In the operation of the system 24, the igniter 12 provides a voltage of 7,000 volts across the capacitor 34 in response to energization of the igniter 12 from a voltage V of 24 volts dc. It is to be understood that these voltages are given by way of example, and that the theory of the invention is applicable to other values of voltage. The saturable reactor of the inductor 48 provides a high impedance path allowing a high voltage ignition pulse to be developed across the lamp 10 while protecting the low voltage circuitry of the current source 14 and the boost modulator 16 from failure during lamp ignition. Initially, in the preferred embodiment of the invention, the inductance of the saturating reactor is approximately 1 milihenry, but falls rapidly once current from the source 14 begins to flow through the inductor 48 and the lamp 10. The signal for initiating energization of the lamp is indicated as the lamp-on signal in the drawing, and is applied to the pulse generator 42 of the controller 18 and to the pulse generator 52 of the controller 22.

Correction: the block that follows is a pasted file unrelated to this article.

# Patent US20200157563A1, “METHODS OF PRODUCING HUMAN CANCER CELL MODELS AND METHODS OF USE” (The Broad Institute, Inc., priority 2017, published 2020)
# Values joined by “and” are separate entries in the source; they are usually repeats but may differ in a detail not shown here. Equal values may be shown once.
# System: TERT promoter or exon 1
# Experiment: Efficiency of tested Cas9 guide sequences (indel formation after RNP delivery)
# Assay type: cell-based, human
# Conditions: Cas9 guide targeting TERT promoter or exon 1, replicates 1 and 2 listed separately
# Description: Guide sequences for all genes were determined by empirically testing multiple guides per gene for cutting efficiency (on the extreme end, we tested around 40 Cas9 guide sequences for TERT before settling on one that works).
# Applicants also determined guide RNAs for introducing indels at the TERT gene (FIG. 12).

In response to the lamp-on signal, the pulse generators 42 and 52 apply voltage pulses respectively to the transistors 32 and 64 of the igniter 12 and the current source 14. This results in operation of the boost circuitry with charging of the capacitors 34 and 58, respectively. If desired, the boost modulator 16 may also be activated by applying the modulation-on signal to the pulse generator 86 of the controller 20, thereby to operate the transistor 78 to charge the capacitor 70. The sensing of voltage at terminal A by the voltage sensor 50, and the outputting of a voltage sense signal to the pulse generator 52 enables the controller 22 to operate the current source 14 over a desired output voltage range, for example, 115 V dc to 141 V dc prior to ignition of the lamp 10. Furthermore, in the event that the voltage rises above the range, then the voltage sense signal of the sensor 50 disables the pulse generator 52 until the voltage falls back within the normal operating range. In similar fashion, in the event that an excessive amount of current is sensed by the current sensor 66 of the source 14, the pulse generator 52 is also disabled until the sense voltage drops below a critical threshold value, at which point operation of the pulse generator 52 can resume.